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Bounds on Sets

  1. Jul 29, 2014 #1
    Hey guys,

    I'm puzzling a bit over an example I read in Rudin's Principles of Mathematical Analysis. He has just defined least upper bound in the section I am reading, and now he wants to give an example of what he means. So the argument goes like this:

    Consider the set A, where A = {p} s.t. p2 < 2 and p [itex]\in Q+[/itex] the set B, where B = {p} s.t. p2 > 2 and p is the same as above.

    Now let A [itex]\subset Q[/itex] and B [itex]\subset Q[/itex], where Q is the ordered set of all rational numbers. He says that A has no least upper bound and B has no greatest lower bound.

    I do not see why.

    If I consider A by itself a subset of Q, then I think 2 = sup A, and B by itself a sub set of Q, 2 = inf B.

    I could see that if we are talking about the set A AND B, then there is no sup A, if A [itex]\subset A AND B[/itex], because he just proved that there is no least element of B and no greatest element of A, and so it follows there is could be neither sup A nor inf B in this case.

    But he states to consider A and B as subsets of Q.

    Any help clarifying this matter would be greatly appreciated.

    Also, sorry if this is in the wrong place; not sure where it goes, so I figured general math would be best.
     
  2. jcsd
  3. Jul 29, 2014 #2

    Fredrik

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    He defines ##A=\{p\in\mathbb Q|p^2<2\}## and says that this set has no largest element. He then says that A has no least upper bound in ##\mathbb Q##. You say that 2 should be the least upper bound, but that's clearly not true, since (for example) 1.5 is an upper bound of A that's less than 2. The least upper bound of A in ##\mathbb R## is the irrational number ##\sqrt 2##.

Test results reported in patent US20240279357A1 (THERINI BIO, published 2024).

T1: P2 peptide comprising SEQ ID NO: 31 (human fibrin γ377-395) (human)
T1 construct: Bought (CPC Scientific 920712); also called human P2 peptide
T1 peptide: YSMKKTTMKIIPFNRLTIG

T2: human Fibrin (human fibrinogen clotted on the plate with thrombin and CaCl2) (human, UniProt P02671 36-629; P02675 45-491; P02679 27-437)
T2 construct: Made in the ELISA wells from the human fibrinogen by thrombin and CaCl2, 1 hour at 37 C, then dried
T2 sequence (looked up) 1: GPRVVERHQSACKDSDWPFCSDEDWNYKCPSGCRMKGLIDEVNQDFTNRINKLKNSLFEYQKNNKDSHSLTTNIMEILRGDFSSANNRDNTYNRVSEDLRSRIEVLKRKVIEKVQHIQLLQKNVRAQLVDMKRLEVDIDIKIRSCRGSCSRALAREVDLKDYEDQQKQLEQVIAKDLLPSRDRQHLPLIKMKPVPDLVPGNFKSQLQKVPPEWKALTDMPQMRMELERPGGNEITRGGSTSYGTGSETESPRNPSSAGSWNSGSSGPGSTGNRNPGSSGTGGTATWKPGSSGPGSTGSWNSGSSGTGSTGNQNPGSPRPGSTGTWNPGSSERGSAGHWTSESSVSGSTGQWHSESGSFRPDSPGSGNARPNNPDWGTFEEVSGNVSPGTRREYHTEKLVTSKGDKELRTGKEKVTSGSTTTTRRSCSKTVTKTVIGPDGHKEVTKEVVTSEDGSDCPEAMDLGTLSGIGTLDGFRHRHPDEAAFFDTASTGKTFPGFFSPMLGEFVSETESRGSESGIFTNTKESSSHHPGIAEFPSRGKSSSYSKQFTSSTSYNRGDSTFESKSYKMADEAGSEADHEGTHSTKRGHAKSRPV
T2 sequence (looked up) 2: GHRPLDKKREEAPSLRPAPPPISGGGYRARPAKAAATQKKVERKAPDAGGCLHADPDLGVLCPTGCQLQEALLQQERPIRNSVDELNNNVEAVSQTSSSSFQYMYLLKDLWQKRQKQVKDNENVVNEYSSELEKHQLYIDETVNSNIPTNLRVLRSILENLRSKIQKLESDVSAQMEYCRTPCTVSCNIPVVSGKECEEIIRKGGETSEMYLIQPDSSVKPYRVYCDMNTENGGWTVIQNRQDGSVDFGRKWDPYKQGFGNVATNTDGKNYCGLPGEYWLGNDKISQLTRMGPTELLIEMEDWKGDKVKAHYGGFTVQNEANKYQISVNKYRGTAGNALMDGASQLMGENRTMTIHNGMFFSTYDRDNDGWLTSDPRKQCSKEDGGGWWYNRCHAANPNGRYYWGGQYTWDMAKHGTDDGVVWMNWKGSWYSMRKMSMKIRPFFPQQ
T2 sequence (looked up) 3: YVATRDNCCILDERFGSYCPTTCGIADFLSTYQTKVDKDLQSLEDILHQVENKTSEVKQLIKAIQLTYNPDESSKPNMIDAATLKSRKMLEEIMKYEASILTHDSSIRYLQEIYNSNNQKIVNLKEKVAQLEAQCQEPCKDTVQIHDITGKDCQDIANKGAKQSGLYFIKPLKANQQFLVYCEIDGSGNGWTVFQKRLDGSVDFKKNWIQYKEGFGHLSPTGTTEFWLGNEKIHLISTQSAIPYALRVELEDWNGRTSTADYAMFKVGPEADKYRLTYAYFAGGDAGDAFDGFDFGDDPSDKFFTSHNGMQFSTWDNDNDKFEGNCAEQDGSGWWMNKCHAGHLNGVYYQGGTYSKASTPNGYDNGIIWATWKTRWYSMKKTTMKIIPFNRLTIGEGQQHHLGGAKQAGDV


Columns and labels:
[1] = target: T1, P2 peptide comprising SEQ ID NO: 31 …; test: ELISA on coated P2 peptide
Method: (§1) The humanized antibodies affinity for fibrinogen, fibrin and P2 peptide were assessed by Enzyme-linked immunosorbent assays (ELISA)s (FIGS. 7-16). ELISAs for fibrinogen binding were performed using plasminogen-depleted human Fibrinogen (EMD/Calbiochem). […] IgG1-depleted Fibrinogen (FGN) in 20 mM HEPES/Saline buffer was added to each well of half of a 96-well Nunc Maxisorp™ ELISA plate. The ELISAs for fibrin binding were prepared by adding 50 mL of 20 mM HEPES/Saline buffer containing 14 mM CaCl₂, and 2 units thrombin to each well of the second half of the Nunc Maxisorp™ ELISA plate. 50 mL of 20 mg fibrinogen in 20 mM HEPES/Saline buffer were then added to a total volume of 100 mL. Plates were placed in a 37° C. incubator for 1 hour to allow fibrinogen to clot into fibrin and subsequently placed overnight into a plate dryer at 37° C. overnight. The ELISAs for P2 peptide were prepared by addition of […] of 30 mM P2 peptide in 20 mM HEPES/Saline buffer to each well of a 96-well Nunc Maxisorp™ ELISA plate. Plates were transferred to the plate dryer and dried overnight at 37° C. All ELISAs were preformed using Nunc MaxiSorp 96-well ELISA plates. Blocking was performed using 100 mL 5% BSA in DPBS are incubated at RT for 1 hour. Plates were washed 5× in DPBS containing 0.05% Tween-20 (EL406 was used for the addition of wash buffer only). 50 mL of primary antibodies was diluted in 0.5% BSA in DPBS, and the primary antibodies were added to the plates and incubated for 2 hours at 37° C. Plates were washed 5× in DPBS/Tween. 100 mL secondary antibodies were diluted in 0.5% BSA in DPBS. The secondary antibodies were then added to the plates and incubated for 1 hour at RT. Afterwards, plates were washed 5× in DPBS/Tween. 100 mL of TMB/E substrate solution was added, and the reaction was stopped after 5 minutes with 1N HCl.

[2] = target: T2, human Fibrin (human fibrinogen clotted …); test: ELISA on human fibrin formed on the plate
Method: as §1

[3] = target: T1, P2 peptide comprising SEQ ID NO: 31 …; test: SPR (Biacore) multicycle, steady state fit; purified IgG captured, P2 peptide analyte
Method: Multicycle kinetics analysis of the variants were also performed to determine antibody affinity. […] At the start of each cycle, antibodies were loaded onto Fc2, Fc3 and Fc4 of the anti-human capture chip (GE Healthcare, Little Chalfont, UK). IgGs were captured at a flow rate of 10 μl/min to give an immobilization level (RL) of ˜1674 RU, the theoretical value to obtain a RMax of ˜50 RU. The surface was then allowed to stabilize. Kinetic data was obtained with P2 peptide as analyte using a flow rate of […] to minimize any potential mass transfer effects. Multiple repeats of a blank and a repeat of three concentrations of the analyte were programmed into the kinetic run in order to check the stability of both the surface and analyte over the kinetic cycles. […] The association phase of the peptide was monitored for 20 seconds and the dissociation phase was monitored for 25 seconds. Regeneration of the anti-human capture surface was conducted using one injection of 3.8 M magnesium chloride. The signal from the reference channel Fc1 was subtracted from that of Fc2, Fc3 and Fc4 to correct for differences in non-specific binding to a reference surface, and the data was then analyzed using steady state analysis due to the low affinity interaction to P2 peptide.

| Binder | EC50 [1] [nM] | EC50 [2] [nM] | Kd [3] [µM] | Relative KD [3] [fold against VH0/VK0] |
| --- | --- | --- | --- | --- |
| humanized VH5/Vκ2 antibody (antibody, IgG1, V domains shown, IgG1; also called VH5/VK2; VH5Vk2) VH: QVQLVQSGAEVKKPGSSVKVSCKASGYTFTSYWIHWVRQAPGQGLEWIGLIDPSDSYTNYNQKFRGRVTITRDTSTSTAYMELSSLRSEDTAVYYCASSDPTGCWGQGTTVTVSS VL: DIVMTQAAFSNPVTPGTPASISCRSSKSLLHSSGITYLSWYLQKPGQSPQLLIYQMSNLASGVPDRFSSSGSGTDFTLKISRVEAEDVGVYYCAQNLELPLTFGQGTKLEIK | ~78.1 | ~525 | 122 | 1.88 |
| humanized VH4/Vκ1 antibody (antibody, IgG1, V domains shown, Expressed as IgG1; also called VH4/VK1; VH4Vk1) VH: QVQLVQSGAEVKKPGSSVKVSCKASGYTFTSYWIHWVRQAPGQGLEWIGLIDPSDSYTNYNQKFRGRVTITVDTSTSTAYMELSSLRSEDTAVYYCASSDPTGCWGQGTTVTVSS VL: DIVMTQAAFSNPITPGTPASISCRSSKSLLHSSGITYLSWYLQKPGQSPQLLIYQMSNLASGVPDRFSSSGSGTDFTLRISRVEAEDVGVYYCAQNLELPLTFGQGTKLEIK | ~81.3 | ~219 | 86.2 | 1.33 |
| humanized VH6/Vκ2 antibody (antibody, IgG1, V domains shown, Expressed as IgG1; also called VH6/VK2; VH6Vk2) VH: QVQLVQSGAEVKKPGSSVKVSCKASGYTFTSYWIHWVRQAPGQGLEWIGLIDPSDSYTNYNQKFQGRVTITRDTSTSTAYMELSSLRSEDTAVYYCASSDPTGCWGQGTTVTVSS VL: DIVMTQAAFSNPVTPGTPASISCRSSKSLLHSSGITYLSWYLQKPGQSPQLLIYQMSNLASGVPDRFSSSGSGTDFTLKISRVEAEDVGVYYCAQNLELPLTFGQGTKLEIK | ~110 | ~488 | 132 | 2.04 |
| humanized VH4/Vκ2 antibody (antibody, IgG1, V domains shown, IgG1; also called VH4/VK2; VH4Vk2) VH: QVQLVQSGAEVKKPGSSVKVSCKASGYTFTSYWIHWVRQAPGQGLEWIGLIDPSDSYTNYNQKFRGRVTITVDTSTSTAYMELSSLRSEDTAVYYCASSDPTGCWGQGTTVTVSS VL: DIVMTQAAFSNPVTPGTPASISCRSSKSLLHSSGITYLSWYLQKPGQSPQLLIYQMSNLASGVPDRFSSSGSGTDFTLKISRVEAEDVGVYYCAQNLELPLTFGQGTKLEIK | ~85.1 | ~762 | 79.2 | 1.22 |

What Rudin is trying to explain is that no rational number can be a least upper bound of A. He defines ##B=\{p\in\mathbb Q|p^2>2\}## and points out two things: 1. A rational number M is an upper bound of A, if and only if it's an element of B. 2. B doesn't have a smallest element. These two things together imply that no rational number can be the least upper bound of A.

    Now regarding the notations of "upper bound in X" vs. "upper bound in Y", where X is a subset of Y, recall that the definition of "upper bound" involves a specific ordering relation. If S is a subset of X (which is still a subset of Y), no element of Y is "an upper bound of S, period". It can be an upper bound of S with respect to the ordering relation on X, or an upper bound of S with respect to the ordering relation on Y. Only an element of X can be an upper bound of S with respect to the ordering relation on X.

    In the case of ##\mathbb Q## and ##\mathbb R##, we can't just say "with respect to ≤", because that symbol is used both for the ordering relation on ##\mathbb Q## and the ordering relation on ##\mathbb R##. So we use phrases like "upper bound in ##\mathbb Q##" to shorten the phrase "upper bound with respect to the ordering relation on ##\mathbb Q##".
     
    Last edited: Jul 29, 2014
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